Now many people misunderstand Kimon as “a source of bad luck” but that is completely opposite, Kimon was rather considered to be the most sacred direction and the most powerful spiritual place.
So Edo Castle was built to be protected by the northeast Senso-ji, Ieyasu moved Zojo-ji to the southwest of Edo Castle in 1598, and his grandson, the 3rd shogun, Tokugawa Iemitsu newly built Kan’ei-ji on Mount Ueno at the northeast of Edo Castle in 1625.
Many cherry trees were transplanted from Mount Yoshino in Nara to Mount Ueno, and Ueno has become the prime cherry blossom spot in Edo since then.

Shiba Zojo-ji and Ueno Kan’ei-ji were the 2 most important Tokugawa family temples in Edo, each temple holds the 6 remains of 15 Tokugawa shoguns (the 1st Ieyasu in Kunozan, the 3rd in Nikko, and the last 15th in Yanaka). Nikko Toshogu, Kunozan Toshogu and Ueno Toshogu are said to be the 3 greatest Toshogu which enshrine Ieyasu.

The four greatest towers in Edo (Edo Yon-to) were Five-Storied Pagodas in Asakusa Senso-ji, Ueno Kan’ei-ji, Yanaka Tenno-ji and Shiba Zojo-ji (the last two were burned later and don’t exist now).

All roads led to Nihonbashi, from all around Japan. 4 post station towns along the 5 major highways, the first ones about 8 kilometers distant from Nihonbashi, were Senju-shuku to the north, Itabashi-shuku to the north-west, Naito-Shin-juku (almost current Shinjuku Station) to the west and Shinagawa-juku to the south-west (“shuku/juku” means “lodging”).

Edo city area expanded beyond the Sumida River after the Great Fire of Meireki in 1657 to build the 2nd bridge on the Sumida river, Ryogoku Bridge and build new towns, Honjo and Fukagawa (“Ryogoku” means “both provinces”, those areas beyond the Sumida River were in another province at that time). Reclaimed land continued to expand, Tsukiji was also built on reclaimed land at that time (Tsukiji means “constructed land”). Edo grew to become one of the largest cities in the world.

There were only 5 bridges across the Sumida River (then also called O-kawa, the “Great River”) at that time (currently more than 30 bridges), Senju Ohashi Bridge to the north, Ryogoku Bridge to Honjo, Shin-Ohashi Bridge from central Nihonbashi, Eitai Bridge to Fukagawa and Azuma-bashi Bridge from Asakusa.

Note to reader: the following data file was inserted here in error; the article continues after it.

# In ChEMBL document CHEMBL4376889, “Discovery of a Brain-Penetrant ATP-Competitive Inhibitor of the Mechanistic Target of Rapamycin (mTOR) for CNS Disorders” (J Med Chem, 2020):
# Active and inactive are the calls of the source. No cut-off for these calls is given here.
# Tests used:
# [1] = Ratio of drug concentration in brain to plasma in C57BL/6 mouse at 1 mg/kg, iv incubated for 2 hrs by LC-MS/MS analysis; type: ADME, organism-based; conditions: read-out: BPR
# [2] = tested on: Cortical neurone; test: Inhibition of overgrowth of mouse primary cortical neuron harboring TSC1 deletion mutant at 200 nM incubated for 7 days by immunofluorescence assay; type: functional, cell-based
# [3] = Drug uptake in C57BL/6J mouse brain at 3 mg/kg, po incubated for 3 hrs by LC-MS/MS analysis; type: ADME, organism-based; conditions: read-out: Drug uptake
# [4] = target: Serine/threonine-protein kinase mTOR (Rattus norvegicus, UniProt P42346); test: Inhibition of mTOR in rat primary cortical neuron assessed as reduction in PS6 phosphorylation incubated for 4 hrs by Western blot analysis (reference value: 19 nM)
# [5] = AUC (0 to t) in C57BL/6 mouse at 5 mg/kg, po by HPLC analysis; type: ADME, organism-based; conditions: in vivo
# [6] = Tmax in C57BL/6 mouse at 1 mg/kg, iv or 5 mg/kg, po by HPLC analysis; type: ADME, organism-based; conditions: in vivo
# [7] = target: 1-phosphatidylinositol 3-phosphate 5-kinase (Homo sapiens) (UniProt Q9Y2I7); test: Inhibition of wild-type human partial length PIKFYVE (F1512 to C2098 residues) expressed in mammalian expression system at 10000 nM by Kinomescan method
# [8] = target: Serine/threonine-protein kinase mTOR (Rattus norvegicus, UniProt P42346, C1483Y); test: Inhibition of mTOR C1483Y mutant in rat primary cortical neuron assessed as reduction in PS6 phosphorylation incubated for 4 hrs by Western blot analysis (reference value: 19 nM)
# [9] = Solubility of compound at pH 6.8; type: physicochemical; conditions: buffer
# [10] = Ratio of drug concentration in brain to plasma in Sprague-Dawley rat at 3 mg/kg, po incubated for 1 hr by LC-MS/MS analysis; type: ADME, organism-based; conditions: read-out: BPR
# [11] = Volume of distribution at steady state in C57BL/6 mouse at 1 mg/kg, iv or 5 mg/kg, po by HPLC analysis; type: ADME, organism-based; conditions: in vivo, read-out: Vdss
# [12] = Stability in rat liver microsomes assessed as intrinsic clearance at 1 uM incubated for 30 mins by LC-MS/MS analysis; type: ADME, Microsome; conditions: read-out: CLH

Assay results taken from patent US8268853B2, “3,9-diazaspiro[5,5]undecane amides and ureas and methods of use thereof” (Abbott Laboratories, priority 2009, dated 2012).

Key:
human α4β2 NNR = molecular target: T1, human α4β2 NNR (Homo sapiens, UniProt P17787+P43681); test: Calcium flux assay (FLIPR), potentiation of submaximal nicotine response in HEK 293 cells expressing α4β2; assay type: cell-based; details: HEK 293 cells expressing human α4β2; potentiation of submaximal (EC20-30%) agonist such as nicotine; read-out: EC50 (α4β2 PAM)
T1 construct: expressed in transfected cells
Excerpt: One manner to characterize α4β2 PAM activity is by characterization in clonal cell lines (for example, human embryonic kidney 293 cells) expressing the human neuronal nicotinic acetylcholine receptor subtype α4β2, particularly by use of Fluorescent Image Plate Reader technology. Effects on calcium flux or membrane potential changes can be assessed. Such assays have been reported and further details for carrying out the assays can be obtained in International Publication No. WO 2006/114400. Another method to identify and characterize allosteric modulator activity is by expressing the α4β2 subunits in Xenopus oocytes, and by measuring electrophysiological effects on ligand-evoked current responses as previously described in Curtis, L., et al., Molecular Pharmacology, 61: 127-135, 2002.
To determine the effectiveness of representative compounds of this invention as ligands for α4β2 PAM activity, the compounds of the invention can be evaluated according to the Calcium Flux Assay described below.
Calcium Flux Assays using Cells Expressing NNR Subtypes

The Edo culture flourished and the cultural centers of Edo were the 3 greatest Hirokoji (broad main street), Asakusa Hirokoji (the street in front of Senso-ji, current Kaminarimon Street, Edo Map is here), Ueno (Shitaya) Hirokoji (the street in front of Kan’ei-ji, current Chuo Street, from Ueno station to Ueno Hirokoji station, Matsuzakaya is still here) and Ryogoku Hirokoji (mainly current Higashi Nihonbashi).

The most famous poet in Japan, Matsuo Basho wrote in 1687:
Hana-no kumo, Kane-wa Ueno-ka Asakusa-ka
(Cloud of cherry blossoms; the temple bell of time tolls, from Ueno or Asakusa?)

The first fireworks festival in Japan was held on the Sumida River in 1733. It was held by the 8th shogun, Tokugawa Yoshimune, to pray for the end of the Kyoho famine and mourn for the dead.
Now it is a yearly tradition in July-end, it is also considered as a “send-off fire” of Obon for many Tokyo locals.

Tokyo (1868-)

The Edo Period ended in 1867, the Meiji Era started, Edo was renamed Tokyo and became a prefecture in 1868. Tokyo Prefecture (-fu) initially consisted only of the former Edo city area.

Edo and Tokyo Map
Edo and Tokyo Map

Original Tokyo City 15 wards (1878-1932)
15 wards (-ku, in 1878) and Tokyo City (-shi, in 1889) were established.
Tokyo City 15 wards area has always been the central city area from the Edo period through to the Meiji, Taisho and Showa eras.

Original 15 wards of Tokyo City (former Edo city area):
Kojimachi, Kanda (current Chiyoda), Nihonbashi, Kyobashi (parts of current Chuo),